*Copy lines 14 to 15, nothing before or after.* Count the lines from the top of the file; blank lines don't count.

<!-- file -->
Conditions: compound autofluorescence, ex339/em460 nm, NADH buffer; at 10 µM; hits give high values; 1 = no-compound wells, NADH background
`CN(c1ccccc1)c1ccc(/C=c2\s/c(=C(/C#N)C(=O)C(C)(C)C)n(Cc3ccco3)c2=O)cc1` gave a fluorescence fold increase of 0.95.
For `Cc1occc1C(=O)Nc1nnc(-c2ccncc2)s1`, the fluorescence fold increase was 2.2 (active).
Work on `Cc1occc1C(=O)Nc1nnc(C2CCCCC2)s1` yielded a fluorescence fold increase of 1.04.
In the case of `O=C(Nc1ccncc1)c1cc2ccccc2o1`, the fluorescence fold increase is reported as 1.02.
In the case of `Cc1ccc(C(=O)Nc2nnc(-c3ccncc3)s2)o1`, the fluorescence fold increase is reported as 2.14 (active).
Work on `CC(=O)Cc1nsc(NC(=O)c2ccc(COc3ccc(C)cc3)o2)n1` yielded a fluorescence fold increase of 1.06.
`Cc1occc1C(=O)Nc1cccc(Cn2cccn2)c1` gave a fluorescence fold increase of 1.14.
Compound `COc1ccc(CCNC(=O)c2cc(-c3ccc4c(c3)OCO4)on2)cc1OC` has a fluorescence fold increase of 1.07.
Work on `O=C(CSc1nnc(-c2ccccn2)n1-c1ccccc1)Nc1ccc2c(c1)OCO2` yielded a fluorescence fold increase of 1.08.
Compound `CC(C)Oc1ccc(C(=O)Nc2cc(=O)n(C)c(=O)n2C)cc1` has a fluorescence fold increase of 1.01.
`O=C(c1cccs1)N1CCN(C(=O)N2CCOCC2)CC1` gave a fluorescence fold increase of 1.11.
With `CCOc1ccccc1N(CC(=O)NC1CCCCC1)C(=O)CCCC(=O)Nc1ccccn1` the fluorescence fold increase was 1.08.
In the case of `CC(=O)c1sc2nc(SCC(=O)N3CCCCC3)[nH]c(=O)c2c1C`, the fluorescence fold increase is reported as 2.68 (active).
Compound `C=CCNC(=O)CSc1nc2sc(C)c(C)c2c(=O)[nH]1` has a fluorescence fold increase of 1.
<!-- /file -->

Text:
In the case of `CC(=O)c1sc2nc(SCC(=O)N3CCCCC3)[nH]c(=O)c2c1C`, the fluorescence fold increase is reported as 2.68 (active).
Compound `C=CCNC(=O)CSc1nc2sc(C)c(C)c2c(=O)[nH]1` has a fluorescence fold increase of 1.